My favourite time of the year is…now! We grow some of our own produce in the garden, and from the beginning of July, our winter’s efforts begin to, quite literally, bear fruit.
Historically, the British strawberry season was the beginning of July, coinciding with the Wimbledon Tennis Championships, part of the reason that ‘strawberries and cream’ are so interwoven into that event’s culture.
These days, you can buy ‘fresh’ strawberries in the supermarket on Christmas Eve, thanks to refrigerated transport and force growing them in huge greenhouses, then sometimes flying them into the UK.
I won’t buy these for a couple of reasons. One, they don’t taste as good as home-grown. Two, I object to the carbon footprint involved in the transportation of them. My naturism extends to a need to indulge in the conservation of the planet. Burning fossil fuels, by truck or plane, just to have strawberries at Christmas, isn’t my idea of a fully rounded naturist approach to life.
Apart from the strawberries, our tomatoes ripen, lettuce are grown, blackberries are approaching their peak, peas and beans are ready for harvest. We don’t grow enough to feed ourselves, but we do enjoy growing some produce, with the added benefit of knowing we’ve not put fertilisers or chemicals near them.
Having the benefit of a secluded garden, it means we can be out there as nature intended too.
Yesterday was a beautiful late summer’s day, although today has been one of heavy rain all morning, with no sign of it drying up any time soon. For all that, it’s still warm, so we’ve been in the garden this morning wearing little more than our wellington boots and raincoats. The greenhouse is still warm enough to potter in as nature intended.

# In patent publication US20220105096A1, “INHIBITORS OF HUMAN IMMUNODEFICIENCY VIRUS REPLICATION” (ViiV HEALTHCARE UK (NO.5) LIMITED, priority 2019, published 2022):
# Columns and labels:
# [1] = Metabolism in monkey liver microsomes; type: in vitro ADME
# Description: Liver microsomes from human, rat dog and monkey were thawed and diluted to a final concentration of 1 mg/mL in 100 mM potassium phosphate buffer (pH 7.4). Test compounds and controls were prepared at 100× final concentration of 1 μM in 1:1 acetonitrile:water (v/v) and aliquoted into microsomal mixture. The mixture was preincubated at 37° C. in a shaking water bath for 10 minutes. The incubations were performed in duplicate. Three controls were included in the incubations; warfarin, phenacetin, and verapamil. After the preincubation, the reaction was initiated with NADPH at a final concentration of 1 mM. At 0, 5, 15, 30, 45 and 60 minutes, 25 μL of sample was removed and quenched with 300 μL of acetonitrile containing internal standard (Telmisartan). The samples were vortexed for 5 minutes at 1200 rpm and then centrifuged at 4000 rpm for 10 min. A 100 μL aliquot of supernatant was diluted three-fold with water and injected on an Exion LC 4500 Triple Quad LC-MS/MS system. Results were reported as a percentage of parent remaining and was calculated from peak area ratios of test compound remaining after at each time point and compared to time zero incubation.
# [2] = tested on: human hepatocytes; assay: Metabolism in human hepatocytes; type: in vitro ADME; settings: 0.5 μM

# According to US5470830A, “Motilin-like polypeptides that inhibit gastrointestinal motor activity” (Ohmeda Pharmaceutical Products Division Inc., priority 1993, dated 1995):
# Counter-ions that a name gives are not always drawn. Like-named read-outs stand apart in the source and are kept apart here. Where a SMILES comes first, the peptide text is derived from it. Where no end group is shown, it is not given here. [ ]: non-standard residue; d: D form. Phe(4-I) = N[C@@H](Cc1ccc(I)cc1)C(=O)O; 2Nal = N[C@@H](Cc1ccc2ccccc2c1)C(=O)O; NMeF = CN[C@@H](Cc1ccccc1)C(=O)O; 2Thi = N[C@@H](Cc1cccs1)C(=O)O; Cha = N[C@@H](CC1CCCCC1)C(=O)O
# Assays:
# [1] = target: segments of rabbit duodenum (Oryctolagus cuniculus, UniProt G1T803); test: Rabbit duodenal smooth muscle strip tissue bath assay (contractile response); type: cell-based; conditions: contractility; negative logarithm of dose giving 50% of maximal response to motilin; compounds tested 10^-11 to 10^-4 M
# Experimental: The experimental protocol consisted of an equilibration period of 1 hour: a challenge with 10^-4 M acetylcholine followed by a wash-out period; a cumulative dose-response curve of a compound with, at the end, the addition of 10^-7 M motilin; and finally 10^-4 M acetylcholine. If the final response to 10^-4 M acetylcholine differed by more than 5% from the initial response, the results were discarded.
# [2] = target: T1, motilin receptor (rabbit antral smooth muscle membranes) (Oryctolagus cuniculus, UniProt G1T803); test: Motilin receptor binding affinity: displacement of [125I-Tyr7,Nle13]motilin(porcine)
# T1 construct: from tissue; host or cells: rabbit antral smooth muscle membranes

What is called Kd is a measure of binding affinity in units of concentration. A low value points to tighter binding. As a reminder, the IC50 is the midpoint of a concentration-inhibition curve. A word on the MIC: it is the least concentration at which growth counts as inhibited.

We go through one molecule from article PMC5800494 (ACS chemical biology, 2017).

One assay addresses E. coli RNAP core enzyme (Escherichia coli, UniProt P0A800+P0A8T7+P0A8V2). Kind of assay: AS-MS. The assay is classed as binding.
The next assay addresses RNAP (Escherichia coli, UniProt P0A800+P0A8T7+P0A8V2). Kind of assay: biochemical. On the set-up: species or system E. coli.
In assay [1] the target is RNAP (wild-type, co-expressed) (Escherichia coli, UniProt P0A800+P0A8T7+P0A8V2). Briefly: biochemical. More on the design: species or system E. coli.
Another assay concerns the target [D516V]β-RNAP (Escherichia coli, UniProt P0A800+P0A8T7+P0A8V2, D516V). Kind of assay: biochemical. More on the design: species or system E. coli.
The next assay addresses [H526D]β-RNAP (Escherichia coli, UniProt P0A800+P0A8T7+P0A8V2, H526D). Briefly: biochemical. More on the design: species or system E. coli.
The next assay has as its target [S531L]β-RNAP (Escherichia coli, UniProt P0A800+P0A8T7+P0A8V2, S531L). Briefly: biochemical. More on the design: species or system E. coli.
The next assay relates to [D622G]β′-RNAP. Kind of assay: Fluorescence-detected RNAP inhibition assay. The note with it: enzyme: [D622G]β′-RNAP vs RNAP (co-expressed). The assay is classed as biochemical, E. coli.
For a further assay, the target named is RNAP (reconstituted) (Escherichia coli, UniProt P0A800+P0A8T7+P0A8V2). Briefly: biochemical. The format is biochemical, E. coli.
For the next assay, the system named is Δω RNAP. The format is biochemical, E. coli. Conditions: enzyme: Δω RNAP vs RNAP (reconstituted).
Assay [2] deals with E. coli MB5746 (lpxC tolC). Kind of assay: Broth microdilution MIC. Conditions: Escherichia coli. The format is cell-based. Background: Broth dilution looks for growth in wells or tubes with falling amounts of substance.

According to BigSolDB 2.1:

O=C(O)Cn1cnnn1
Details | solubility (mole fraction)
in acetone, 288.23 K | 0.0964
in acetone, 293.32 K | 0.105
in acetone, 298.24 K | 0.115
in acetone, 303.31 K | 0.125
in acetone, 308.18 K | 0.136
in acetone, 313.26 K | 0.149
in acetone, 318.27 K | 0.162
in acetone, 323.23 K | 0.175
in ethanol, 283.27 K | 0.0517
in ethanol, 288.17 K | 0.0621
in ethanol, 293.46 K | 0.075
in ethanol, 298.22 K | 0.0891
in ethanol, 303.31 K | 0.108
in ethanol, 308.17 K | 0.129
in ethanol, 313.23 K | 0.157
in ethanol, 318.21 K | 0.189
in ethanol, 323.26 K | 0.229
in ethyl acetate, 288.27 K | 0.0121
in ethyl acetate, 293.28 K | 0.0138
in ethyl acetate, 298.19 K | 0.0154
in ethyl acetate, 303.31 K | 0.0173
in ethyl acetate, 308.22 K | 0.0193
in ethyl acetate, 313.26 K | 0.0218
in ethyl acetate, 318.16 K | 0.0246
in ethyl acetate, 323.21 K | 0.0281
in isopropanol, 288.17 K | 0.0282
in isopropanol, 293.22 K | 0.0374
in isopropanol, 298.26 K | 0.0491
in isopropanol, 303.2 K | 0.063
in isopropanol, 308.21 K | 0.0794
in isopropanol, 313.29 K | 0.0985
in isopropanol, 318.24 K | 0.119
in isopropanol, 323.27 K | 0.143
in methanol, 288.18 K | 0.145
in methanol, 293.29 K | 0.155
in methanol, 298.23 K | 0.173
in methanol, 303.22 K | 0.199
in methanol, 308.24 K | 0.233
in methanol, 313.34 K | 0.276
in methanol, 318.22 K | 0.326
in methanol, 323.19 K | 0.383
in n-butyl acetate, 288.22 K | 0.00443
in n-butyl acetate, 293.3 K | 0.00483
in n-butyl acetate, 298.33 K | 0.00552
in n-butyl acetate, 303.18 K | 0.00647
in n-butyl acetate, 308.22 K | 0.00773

There’s something about the garden, the potting shed, the greenhouse, the vegetable plot, the orchard, that all lend themselves to the naturist lifestyle. I’ve far more tomatoes than I can possibly use. My next task will be to get the over-ripe ones into our kitchen and begin to think about making a nice chutney with them and get them laid down in jars to mature in time for Christmas. I’ll eat with a clear conscience, knowing that they’ve not been flown half way across a continent and left an indelible stain on the planet’s carbon footprint.
Second Life offers a huge array of places you can visit and buy items for your SL garden. Sadly, it appears to be something that is pitifully underdeveloped in SL, and I wish more people would give greater attentions to their gardens, as they’re something that can be chopped and changed, with an SL house remaining constant, refreshing your SL home’s look constantly.